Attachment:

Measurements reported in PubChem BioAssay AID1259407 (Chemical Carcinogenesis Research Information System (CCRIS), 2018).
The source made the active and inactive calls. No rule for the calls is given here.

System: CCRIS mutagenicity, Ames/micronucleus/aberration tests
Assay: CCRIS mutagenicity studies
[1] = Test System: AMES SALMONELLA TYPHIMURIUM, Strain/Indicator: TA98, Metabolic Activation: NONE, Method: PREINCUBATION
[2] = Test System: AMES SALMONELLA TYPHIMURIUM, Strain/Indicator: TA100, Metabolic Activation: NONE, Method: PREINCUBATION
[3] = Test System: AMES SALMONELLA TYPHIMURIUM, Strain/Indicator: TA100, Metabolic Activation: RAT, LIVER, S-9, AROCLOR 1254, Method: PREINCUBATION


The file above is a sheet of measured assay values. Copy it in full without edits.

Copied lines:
Measurements reported in PubChem BioAssay AID1259407 (Chemical Carcinogenesis Research Information System (CCRIS), 2018).
The source made the active and inactive calls. No rule for the calls is given here.

System: CCRIS mutagenicity, Ames/micronucleus/aberration tests
Assay: CCRIS mutagenicity studies
[1] = Test System: AMES SALMONELLA TYPHIMURIUM, Strain/Indicator: TA98, Metabolic Activation: NONE, Method: PREINCUBATION
[2] = Test System: AMES SALMONELLA TYPHIMURIUM, Strain/Indicator: TA100, Metabolic Activation: NONE, Method: PREINCUBATION
[3] = Test System: AMES SALMONELLA TYPHIMURIUM, Strain/Indicator: TA100, Metabolic Activation: RAT, LIVER, S-9, AROCLOR 1254, Method: PREINCUBATION